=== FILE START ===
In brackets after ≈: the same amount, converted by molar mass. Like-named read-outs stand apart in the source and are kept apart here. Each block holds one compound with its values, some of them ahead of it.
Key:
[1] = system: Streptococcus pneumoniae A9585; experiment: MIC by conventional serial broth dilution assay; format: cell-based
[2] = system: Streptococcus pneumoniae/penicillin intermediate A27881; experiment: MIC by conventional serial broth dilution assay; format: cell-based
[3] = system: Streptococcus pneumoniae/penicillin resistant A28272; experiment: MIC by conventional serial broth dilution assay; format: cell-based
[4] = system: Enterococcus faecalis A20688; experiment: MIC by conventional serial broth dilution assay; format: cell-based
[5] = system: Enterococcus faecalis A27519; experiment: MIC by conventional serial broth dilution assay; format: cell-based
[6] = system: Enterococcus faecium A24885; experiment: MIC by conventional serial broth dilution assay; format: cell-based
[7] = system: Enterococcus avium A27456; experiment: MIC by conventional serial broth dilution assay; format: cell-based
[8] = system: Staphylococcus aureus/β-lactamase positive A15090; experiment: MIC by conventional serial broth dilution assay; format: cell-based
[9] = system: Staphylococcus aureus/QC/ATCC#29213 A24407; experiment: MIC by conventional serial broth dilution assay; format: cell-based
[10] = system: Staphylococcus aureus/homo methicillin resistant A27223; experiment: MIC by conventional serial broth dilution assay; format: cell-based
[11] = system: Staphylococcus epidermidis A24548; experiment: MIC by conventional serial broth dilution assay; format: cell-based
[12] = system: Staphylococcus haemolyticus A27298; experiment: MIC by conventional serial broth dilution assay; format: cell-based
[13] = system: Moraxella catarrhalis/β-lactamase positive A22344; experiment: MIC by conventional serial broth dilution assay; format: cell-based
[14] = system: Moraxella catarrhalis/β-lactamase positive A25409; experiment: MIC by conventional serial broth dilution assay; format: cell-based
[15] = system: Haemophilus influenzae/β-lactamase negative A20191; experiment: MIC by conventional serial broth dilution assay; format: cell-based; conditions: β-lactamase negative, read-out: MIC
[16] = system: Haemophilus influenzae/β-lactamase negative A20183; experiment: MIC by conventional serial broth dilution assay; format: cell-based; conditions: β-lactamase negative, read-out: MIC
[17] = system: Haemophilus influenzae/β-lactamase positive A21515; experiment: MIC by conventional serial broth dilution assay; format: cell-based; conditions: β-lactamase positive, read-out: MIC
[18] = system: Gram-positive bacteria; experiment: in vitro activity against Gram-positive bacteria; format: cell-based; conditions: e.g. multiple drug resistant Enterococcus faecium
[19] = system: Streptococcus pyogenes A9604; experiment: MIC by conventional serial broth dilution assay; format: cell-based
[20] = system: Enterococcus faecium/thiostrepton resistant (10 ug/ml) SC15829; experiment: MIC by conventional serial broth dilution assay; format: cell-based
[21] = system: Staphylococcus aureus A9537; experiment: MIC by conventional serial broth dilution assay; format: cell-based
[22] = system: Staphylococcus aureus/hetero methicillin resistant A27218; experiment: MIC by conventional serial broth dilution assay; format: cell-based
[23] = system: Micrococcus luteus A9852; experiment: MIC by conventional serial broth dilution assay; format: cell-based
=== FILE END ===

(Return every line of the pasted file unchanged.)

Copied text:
In brackets after ≈: the same amount, converted by molar mass. Like-named read-outs stand apart in the source and are kept apart here. Each block holds one compound with its values, some of them ahead of it.
Key:
[1] = system: Streptococcus pneumoniae A9585; experiment: MIC by conventional serial broth dilution assay; format: cell-based
[2] = system: Streptococcus pneumoniae/penicillin intermediate A27881; experiment: MIC by conventional serial broth dilution assay; format: cell-based
[3] = system: Streptococcus pneumoniae/penicillin resistant A28272; experiment: MIC by conventional serial broth dilution assay; format: cell-based
[4] = system: Enterococcus faecalis A20688; experiment: MIC by conventional serial broth dilution assay; format: cell-based
[5] = system: Enterococcus faecalis A27519; experiment: MIC by conventional serial broth dilution assay; format: cell-based
[6] = system: Enterococcus faecium A24885; experiment: MIC by conventional serial broth dilution assay; format: cell-based
[7] = system: Enterococcus avium A27456; experiment: MIC by conventional serial broth dilution assay; format: cell-based
[8] = system: Staphylococcus aureus/β-lactamase positive A15090; experiment: MIC by conventional serial broth dilution assay; format: cell-based
[9] = system: Staphylococcus aureus/QC/ATCC#29213 A24407; experiment: MIC by conventional serial broth dilution assay; format: cell-based
[10] = system: Staphylococcus aureus/homo methicillin resistant A27223; experiment: MIC by conventional serial broth dilution assay; format: cell-based
[11] = system: Staphylococcus epidermidis A24548; experiment: MIC by conventional serial broth dilution assay; format: cell-based
[12] = system: Staphylococcus haemolyticus A27298; experiment: MIC by conventional serial broth dilution assay; format: cell-based
[13] = system: Moraxella catarrhalis/β-lactamase positive A22344; experiment: MIC by conventional serial broth dilution assay; format: cell-based
[14] = system: Moraxella catarrhalis/β-lactamase positive A25409; experiment: MIC by conventional serial broth dilution assay; format: cell-based
[15] = system: Haemophilus influenzae/β-lactamase negative A20191; experiment: MIC by conventional serial broth dilution assay; format: cell-based; conditions: β-lactamase negative, read-out: MIC
[16] = system: Haemophilus influenzae/β-lactamase negative A20183; experiment: MIC by conventional serial broth dilution assay; format: cell-based; conditions: β-lactamase negative, read-out: MIC
[17] = system: Haemophilus influenzae/β-lactamase positive A21515; experiment: MIC by conventional serial broth dilution assay; format: cell-based; conditions: β-lactamase positive, read-out: MIC
[18] = system: Gram-positive bacteria; experiment: in vitro activity against Gram-positive bacteria; format: cell-based; conditions: e.g. multiple drug resistant Enterococcus faecium
[19] = system: Streptococcus pyogenes A9604; experiment: MIC by conventional serial broth dilution assay; format: cell-based
[20] = system: Enterococcus faecium/thiostrepton resistant (10 ug/ml) SC15829; experiment: MIC by conventional serial broth dilution assay; format: cell-based
[21] = system: Staphylococcus aureus A9537; experiment: MIC by conventional serial broth dilution assay; format: cell-based
[22] = system: Staphylococcus aureus/hetero methicillin resistant A27218; experiment: MIC by conventional serial broth dilution assay; format: cell-based
[23] = system: Micrococcus luteus A9852; experiment: MIC by conventional serial broth dilution assay; format: cell-based